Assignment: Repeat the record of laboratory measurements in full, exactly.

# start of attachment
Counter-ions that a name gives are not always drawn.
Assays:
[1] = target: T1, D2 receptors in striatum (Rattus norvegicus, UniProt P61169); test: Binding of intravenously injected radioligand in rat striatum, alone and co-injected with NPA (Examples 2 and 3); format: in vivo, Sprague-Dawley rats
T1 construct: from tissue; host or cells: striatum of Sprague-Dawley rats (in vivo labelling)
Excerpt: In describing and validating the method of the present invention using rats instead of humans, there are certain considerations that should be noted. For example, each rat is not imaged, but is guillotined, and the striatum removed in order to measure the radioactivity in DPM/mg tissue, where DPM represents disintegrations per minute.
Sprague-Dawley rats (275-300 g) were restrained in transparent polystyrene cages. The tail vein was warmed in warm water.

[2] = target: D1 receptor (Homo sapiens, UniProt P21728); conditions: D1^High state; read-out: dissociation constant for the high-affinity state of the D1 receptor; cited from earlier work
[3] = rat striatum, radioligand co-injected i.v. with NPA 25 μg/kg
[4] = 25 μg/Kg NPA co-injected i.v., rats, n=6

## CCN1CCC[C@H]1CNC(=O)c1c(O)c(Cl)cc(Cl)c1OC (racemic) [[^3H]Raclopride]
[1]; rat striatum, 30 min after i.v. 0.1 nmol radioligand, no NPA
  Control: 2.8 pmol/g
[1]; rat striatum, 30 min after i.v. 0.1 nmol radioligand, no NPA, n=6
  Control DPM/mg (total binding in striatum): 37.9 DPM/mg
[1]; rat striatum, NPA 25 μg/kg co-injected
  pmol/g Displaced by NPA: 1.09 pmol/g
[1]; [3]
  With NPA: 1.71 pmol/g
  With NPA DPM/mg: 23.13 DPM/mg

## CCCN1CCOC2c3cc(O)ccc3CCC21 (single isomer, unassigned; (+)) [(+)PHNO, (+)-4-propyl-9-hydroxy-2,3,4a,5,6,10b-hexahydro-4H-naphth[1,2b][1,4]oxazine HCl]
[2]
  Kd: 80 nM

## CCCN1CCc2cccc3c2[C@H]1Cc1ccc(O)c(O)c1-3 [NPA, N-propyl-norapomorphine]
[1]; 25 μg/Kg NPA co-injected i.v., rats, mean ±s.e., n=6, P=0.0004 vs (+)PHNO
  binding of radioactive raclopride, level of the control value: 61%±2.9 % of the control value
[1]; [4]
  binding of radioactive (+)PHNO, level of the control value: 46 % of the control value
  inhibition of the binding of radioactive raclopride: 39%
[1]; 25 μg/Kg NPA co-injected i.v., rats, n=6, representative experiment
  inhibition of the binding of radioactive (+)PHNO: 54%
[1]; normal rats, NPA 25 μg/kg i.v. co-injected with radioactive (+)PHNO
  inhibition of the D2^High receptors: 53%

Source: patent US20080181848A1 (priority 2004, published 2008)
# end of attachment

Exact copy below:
Counter-ions that a name gives are not always drawn.
Assays:
[1] = target: T1, D2 receptors in striatum (Rattus norvegicus, UniProt P61169); test: Binding of intravenously injected radioligand in rat striatum, alone and co-injected with NPA (Examples 2 and 3); format: in vivo, Sprague-Dawley rats
T1 construct: from tissue; host or cells: striatum of Sprague-Dawley rats (in vivo labelling)
Excerpt: In describing and validating the method of the present invention using rats instead of humans, there are certain considerations that should be noted. For example, each rat is not imaged, but is guillotined, and the striatum removed in order to measure the radioactivity in DPM/mg tissue, where DPM represents disintegrations per minute.
Sprague-Dawley rats (275-300 g) were restrained in transparent polystyrene cages. The tail vein was warmed in warm water.

[2] = target: D1 receptor (Homo sapiens, UniProt P21728); conditions: D1^High state; read-out: dissociation constant for the high-affinity state of the D1 receptor; cited from earlier work
[3] = rat striatum, radioligand co-injected i.v. with NPA 25 μg/kg
[4] = 25 μg/Kg NPA co-injected i.v., rats, n=6

## CCN1CCC[C@H]1CNC(=O)c1c(O)c(Cl)cc(Cl)c1OC (racemic) [[^3H]Raclopride]
[1]; rat striatum, 30 min after i.v. 0.1 nmol radioligand, no NPA
  Control: 2.8 pmol/g
[1]; rat striatum, 30 min after i.v. 0.1 nmol radioligand, no NPA, n=6
  Control DPM/mg (total binding in striatum): 37.9 DPM/mg
[1]; rat striatum, NPA 25 μg/kg co-injected
  pmol/g Displaced by NPA: 1.09 pmol/g
[1]; [3]
  With NPA: 1.71 pmol/g
  With NPA DPM/mg: 23.13 DPM/mg

## CCCN1CCOC2c3cc(O)ccc3CCC21 (single isomer, unassigned; (+)) [(+)PHNO, (+)-4-propyl-9-hydroxy-2,3,4a,5,6,10b-hexahydro-4H-naphth[1,2b][1,4]oxazine HCl]
[2]
  Kd: 80 nM

## CCCN1CCc2cccc3c2[C@H]1Cc1ccc(O)c(O)c1-3 [NPA, N-propyl-norapomorphine]
[1]; 25 μg/Kg NPA co-injected i.v., rats, mean ±s.e., n=6, P=0.0004 vs (+)PHNO
  binding of radioactive raclopride, level of the control value: 61%±2.9 % of the control value
[1]; [4]
  binding of radioactive (+)PHNO, level of the control value: 46 % of the control value
  inhibition of the binding of radioactive raclopride: 39%
[1]; 25 μg/Kg NPA co-injected i.v., rats, n=6, representative experiment
  inhibition of the binding of radioactive (+)PHNO: 54%
[1]; normal rats, NPA 25 μg/kg i.v. co-injected with radioactive (+)PHNO
  inhibition of the D2^High receptors: 53%

Source: patent US20080181848A1 (priority 2004, published 2008)